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You are here : IndiaNotes >> Market Action >> About Markets

Investment behaviour and returns

Ramalingam K | Published: 15 Feb, 2012  | Source : ValueNotes.com | Follow Author | Add to my Favourites


In the last ten years, Sensex has grown at a CAGR of 17.79%. That means, if someone could have invested Rs1 lac ten years back, it could have grown to Rs5.14 lacs. In the last 10 years one third of diversified equity mutual funds have delivered a CAGR of more than 25%. That means if someone could have invested 10 years back in these mutual funds, it could have grown to Rs9.31 Lacs.

But how many investors have REALLY got these kinds of returns!

In this context knowing about the study conducted by Dalbar to determine how the investment behaviour and decisions impacted the overall investment performance would be advisable. Dalbar, Inc. is a US based leading financial services market research firm. They have done comparative study on the returns of S&P 500 Index and the returns of the investors for a 20-year period ending 31-12-10.

The study revealed the following two important facts

- The average return of the S&P 500 during this 20-year period is 9.14%.
- The average return of the equity investor during the same period is only 3.27%

When the market is delivering so much, why is that the investor is making out less? What are all the factors contributing for this gap in the market returns and the investor returns? Though the market is delivering returns, investors were not able to benefit. Why is it so? What went wrong?  It is because of the nature or character of the investor.

Agriculture is getting affected by nature, either because of excess rain or no rain.  But we found out a system to fight against this nature. We built dams. So whenever there is excess rain, dams retain water to save agriculture and whenever there is no rain, it releases water to help agriculture.

Similarly investors are supposed to find and build a dam against their nature and behaviour towards stock market investing in order to get better returns.

What are the natures or behaviours of an investor that blocks him from getting the market return?

Fear:
When stocks suffer large losses for a sustained period, the overall market can become more fearful of sustaining further losses. At that point in time everyone will come with their own logic, reasoning, and statistical evidence on the chances of further losses. Fear stands for ‘False Evidence Appearing Real’.

Greed:
Most of us have a desire to acquire as much wealth as possible in the shortest amount of time.  This get-rich-quick mentality makes it hard to maintain gains and keep to a strict investment plan over the long term.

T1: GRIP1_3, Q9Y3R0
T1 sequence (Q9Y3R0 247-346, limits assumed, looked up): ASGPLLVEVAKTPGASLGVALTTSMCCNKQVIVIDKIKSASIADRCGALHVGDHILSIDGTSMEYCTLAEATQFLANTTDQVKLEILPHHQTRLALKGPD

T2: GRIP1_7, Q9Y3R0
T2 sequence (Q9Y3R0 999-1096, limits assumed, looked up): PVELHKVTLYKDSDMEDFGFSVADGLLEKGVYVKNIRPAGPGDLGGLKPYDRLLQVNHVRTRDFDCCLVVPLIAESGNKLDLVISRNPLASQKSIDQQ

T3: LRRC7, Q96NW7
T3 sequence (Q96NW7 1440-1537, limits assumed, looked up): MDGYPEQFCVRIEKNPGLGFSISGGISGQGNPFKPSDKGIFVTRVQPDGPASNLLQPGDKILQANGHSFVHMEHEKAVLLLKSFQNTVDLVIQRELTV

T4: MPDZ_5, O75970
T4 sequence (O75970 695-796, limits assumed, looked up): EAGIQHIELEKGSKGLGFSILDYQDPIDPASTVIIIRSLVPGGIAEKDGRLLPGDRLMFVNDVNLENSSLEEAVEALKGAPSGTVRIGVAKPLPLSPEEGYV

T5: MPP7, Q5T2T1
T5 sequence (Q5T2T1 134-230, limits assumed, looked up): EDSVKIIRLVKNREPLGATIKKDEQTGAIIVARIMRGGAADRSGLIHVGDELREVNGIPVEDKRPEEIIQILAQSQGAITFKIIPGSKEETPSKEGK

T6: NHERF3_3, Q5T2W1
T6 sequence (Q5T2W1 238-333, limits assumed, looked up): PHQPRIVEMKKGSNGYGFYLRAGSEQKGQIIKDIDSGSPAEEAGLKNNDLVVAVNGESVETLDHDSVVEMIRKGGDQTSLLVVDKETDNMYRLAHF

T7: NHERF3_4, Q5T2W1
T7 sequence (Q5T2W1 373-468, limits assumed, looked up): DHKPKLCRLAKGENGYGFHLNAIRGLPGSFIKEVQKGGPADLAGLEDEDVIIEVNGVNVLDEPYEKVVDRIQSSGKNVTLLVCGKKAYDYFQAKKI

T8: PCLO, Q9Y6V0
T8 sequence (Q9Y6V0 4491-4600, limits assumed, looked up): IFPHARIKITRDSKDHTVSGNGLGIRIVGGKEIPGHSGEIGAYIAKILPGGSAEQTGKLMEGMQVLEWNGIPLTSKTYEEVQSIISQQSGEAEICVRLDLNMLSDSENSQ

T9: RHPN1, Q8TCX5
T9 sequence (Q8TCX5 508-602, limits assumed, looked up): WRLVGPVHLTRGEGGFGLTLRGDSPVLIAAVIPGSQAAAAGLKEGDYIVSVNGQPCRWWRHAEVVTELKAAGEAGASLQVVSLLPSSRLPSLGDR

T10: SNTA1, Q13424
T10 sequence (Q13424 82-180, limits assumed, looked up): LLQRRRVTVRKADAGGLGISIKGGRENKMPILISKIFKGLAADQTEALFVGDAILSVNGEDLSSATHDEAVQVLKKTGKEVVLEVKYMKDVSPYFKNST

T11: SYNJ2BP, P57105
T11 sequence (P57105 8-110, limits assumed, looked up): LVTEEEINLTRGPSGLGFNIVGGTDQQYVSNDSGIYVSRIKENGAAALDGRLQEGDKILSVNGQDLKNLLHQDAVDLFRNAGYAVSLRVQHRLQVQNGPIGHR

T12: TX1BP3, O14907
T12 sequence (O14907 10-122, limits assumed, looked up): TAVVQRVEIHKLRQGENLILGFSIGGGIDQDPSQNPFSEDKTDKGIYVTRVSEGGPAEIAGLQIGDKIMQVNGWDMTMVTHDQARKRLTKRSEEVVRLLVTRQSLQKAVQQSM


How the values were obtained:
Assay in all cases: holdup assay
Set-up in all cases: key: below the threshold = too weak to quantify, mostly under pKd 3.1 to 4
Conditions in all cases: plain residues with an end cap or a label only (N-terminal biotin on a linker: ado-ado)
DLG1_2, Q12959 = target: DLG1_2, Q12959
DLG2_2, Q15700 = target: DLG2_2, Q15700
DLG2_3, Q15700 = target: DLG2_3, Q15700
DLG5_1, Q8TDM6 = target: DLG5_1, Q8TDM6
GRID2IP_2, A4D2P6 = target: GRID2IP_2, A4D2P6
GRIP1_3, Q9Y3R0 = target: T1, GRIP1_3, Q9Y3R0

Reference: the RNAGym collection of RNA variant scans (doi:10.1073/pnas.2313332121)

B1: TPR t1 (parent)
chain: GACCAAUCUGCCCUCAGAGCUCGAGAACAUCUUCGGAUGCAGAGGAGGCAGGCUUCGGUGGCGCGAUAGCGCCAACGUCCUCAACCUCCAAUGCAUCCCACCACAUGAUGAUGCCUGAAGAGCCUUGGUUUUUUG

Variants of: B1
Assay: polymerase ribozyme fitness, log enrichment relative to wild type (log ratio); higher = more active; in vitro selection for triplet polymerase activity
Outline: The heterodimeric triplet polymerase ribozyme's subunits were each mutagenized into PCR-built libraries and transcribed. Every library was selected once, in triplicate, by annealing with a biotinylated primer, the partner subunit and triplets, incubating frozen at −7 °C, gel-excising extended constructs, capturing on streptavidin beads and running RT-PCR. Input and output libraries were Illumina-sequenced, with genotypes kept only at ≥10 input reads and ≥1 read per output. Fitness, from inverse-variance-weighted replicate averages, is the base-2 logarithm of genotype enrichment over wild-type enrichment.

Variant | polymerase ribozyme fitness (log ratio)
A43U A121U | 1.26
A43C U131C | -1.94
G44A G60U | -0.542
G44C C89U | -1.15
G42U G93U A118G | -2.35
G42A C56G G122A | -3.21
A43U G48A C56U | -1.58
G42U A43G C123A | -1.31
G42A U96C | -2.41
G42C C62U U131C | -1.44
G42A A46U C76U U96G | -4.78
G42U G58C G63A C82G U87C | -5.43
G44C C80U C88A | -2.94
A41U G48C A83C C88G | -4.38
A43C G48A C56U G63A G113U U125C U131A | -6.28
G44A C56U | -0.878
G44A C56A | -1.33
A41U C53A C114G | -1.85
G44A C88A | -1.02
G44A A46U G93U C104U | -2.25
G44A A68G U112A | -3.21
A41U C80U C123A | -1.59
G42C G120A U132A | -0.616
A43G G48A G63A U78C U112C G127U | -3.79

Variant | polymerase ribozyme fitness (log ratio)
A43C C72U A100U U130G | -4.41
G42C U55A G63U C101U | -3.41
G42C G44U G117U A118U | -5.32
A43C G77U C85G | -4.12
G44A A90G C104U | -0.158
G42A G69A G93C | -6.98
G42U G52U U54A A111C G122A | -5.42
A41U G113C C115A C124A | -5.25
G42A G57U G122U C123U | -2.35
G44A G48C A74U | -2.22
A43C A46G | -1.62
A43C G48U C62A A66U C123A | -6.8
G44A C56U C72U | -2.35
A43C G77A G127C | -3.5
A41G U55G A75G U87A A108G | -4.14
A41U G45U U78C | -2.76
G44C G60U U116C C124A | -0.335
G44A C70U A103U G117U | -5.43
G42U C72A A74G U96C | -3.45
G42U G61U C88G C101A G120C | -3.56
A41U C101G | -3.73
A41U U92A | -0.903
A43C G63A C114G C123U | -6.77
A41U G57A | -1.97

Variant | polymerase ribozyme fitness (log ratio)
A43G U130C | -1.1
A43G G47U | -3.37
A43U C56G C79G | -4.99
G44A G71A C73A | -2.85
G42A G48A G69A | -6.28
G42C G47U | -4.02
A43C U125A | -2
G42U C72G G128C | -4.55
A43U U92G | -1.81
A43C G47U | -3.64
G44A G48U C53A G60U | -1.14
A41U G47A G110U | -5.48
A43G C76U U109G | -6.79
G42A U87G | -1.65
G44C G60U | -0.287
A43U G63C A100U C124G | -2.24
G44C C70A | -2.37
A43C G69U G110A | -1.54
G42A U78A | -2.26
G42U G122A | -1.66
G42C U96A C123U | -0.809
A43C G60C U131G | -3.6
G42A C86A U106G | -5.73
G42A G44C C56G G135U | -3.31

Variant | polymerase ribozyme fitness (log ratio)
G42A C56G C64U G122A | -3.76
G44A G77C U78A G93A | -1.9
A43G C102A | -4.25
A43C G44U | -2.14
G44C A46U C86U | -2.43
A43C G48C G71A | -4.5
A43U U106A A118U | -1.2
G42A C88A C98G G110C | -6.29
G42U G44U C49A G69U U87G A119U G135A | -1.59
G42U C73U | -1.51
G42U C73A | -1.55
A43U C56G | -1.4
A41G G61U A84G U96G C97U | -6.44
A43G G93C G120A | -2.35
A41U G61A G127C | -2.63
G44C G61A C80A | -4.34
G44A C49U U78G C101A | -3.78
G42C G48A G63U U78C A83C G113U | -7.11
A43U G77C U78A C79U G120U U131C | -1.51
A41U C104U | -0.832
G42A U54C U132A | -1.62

An investment portfolio based on ones personality
Basing investment portfolios on one’s personal likes and dislikes are the first of the powerful influences. It is like investing in cars and fancy gadgets just because you love them. Investing on shares just because you think they are smart or flashy is ambiguous, for they could sink in the long run. It is better instead to invest in profitable ventures that pay in the long run. It is true; our investment fancies make us pay a heavy price.

Follow the flock policy

The follow the flock for fear of being the black sheep policy makes you as an investor to believe in following others in the share markets. The pitfalls of group behaviour lead us to buying high and selling less.

It also leads to unbalanced investment emotions of black or white (wrong or right) with no shades of objectivity and rationality. Buying high and selling low has made many investors suffer heavy losses in the long run.

A look at positive investment behaviour:
It is good to be investment smart with humility and reasonable aspirations that makes achievement of financial goals a reality. I have never known of any high return investments that did not have high risks.

Patience over a lifetime and being able to assume stress helps in aiming for long-term positive returns and contributes to assuming less financial stress after retirement.

Positive investment behaviour requires balanced moods, one of neither elation nor panic. Neither selling in a panic due to share market positions or adverse world or country conditions is advisable, nor is a reaction of extreme financial prosperity, both can destroy a lifetime of healthy investment. A long-term investor needs to realize that neither despairing nor elation of situations in civilization proves worthy for long-term financial portfolios.

Mr Ramalingam K is the Founder and Director of Holistic Investment Planners (www.holisticinvestment.in). He can be reached at ramalingam@holisticinvestment.in.

Disclaimer: The author has taken due care and caution to compile and analyse the data. The opinions expressed above are only the views of the author, and not a recommendation to buy or sell. The author does not accept any liability whatsoever arising from the use of any of the above contents.


About Ramalingam K
Ramalingam K is an MBA (Finance) and a Certified Financial Planner (CFP, FPSB of India), based out of Chennai. He is the founder, director and chief financial planner at Holistic Investment Planners, a financial planning and wealth management firm. He welcomes comments, feedback & queries at ramalingam@holisticinvestment.in. His website is http://holisticinvestment.in/.

The author can be reached at email id ramalingam@holisticinvestment.in

For more information, please contact media@valuenotes.co.in

Disclaimer: The author has taken due care and caution to compile and analyse the data. The opinions expressed above are only the views of the author, and not a recommendation to buy or sell. The author does not accept any liability whatsoever arising from the use of any of the above contents.


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